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L1CAM and laminin vascular network: Association with the high-risk replacement histopathologic growth pattern in uveal melanoma liver metastases


The replacement histopathologic growth pattern (rHGP) in melanoma liver metastases connotes an aggressive phenotype (vascular co-option; angiotropic extravascular migratory spread) and adverse prognosis. Herein, replacement and desmoplastic HGP (dHGP) were studied in uveal melanoma liver metastases (MUM). In particular, L1CAM and a “laminin vascular network” were detected at the advancing front of 14/20 cases (p = 0.014) and 16/20 cases (p = 6.4e–05) rHGPs, respectively, but both were absent in the dHGP (8/8 cases) (p = 0.014, and p = 6.3e–05, respectively). L1CAM highlighted progressive extension of angiotropic melanoma cells along sinusoidal vessels in a pericytic location (pericytic mimicry) into the hepatic parenchyma. An inverse relationship between L1CAM expression and melanin index (p = 0.012) suggested differentiation toward an amelanotic embryonic migratory phenotype in rHGP. Laminin labeled the basement membrane zone interposed between sinusoidal vascular channels and angiotropic melanoma cells at the advancing front. Other new findings: any percentage of rHGP and pure rHGP had a significant adverse effect on metastasis-specific overall survival (p = 0.038; p = 0.0064), as well as predominant rHGP (p = 0.0058). Pure rHGP also was associated with diminished metastasis-free survival relative to dHGP (p = 0.040), possibly having important implications for mechanisms of tumor spread. In conclusion, we report for the first time that L1CAM and a laminin vascular network are directly involved in this high-risk replacement phenotype. Further, this study provides more detailed information about the adverse prognostic effect of the rHGP in MUM.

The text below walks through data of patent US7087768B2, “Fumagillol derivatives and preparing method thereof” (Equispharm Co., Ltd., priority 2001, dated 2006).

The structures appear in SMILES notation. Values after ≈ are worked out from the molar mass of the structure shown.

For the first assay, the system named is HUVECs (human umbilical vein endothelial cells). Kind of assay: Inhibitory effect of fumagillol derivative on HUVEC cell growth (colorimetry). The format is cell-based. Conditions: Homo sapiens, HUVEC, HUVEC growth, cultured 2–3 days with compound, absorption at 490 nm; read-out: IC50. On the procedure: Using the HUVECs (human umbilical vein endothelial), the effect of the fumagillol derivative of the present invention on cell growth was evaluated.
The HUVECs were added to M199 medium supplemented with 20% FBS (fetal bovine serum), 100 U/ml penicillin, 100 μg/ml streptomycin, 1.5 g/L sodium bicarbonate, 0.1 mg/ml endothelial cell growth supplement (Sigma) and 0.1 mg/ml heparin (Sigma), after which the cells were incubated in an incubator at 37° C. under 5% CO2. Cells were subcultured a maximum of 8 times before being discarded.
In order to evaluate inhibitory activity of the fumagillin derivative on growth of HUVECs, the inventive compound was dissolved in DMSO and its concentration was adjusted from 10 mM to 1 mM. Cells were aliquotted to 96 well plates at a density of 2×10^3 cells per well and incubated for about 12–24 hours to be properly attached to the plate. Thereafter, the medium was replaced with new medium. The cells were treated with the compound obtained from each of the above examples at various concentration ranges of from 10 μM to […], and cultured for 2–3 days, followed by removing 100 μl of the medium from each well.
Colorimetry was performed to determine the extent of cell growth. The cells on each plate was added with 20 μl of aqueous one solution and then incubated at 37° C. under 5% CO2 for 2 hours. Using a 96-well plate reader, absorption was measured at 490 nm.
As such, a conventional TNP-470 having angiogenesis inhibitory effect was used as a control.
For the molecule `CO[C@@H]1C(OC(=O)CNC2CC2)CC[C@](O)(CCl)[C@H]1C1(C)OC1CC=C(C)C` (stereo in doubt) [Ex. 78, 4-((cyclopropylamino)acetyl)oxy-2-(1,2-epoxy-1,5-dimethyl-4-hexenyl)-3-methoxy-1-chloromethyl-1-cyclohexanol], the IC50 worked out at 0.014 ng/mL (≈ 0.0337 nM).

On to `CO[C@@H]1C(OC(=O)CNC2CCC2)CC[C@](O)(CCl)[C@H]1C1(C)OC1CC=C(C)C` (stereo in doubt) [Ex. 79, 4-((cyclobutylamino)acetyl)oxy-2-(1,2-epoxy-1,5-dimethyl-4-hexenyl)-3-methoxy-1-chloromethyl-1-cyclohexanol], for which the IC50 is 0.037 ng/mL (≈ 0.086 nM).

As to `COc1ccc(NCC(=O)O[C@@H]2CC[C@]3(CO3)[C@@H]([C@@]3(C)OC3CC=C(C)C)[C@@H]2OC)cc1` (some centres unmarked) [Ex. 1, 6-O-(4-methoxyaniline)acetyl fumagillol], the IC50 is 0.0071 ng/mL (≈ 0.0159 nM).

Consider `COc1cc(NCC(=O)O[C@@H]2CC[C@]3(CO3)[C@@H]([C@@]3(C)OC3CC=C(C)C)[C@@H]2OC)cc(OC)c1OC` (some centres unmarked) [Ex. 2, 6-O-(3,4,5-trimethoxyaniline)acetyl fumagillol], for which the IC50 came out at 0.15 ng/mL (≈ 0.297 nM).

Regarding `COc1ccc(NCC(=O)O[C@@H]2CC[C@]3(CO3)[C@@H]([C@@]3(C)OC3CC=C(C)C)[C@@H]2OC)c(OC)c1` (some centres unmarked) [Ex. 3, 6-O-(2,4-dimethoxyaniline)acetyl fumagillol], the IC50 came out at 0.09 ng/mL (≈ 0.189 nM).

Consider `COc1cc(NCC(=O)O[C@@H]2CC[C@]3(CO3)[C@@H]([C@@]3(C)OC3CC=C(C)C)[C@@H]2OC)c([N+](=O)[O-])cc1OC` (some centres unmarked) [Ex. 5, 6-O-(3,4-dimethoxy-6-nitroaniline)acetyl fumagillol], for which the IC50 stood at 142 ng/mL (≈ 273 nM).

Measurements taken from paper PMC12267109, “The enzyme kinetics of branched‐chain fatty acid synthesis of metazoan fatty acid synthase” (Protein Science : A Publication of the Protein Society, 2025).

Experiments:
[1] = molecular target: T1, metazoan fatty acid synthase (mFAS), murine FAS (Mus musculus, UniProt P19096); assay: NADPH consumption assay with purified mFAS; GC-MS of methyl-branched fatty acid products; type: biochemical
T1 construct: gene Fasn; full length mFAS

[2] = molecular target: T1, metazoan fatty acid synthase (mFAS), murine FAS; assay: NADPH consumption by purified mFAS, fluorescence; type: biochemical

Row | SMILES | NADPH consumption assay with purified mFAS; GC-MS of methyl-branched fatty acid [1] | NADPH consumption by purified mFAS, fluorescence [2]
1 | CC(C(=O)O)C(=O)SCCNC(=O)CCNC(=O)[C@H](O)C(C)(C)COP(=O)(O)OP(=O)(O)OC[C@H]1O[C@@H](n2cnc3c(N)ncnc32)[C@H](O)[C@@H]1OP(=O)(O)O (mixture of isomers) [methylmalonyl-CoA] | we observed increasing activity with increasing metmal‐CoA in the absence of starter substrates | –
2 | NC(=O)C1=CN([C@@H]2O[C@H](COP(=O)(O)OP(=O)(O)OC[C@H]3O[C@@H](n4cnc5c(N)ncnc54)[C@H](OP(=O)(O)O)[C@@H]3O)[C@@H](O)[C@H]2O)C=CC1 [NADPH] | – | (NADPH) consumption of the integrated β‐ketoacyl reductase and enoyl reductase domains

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Fig. 1: Replacement and desmoplastic histopathological growth patterns in uveal melanoma liver metastases.
Fig. 2: L1CAM and laminin expression in uveal melanoma liver metastases.
Fig. 3: Metastasis-free survival with reference to chromosome 3 status and histopathological growth patterns in uveal melanoma liver metastases.
Fig. 4: Metastasis-specific survival and overall survival associated with histopathological growth patterns in uveal melanoma liver metastases.

Data availability

The datasets generated during and/or analysed during the current study are available from the corresponding author on reasonable request.


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This work was supported by Uveal Melanoma (UM) Cure 2020 project under the European Union’s Horizon 2020 research and innovation program (grant agreement No 667787)”. Period 2015–2021. RAS is supported by an Australian National Health and Medical Research Council Practitioner Fellowship (APP1141295). Support from Deborah McMurtrie and John McMurtrie AM and The Cameron Family is gratefully acknowledged. The authors also acknowledge support from colleagues at their respective institutions.

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RB and CL wrote the manuscript, RB, CL, PV developed the methodology, RB, CL, PV collected and analyzed data. SVL performed statistical analyses and analyzed data. GC and AN performed immunohistochemistry, scanned glass slides, and managed glass microslides. PM and SPN collected data. All the authors reviewed and approved the manuscript.

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Correspondence to Raymond Barnhill.

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This study was approved by the institutional ethics committees of Curie Institute in Paris France; the Melanoma Institute of Australia; and The University of Texas MD Anderson Cancer Center. Written informed consent for the use of tissue specimens and data for research was signed by each patient.

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Barnhill, R., van Laere, S., Vermeulen, P. et al. L1CAM and laminin vascular network: Association with the high-risk replacement histopathologic growth pattern in uveal melanoma liver metastases. Lab Invest (2022).

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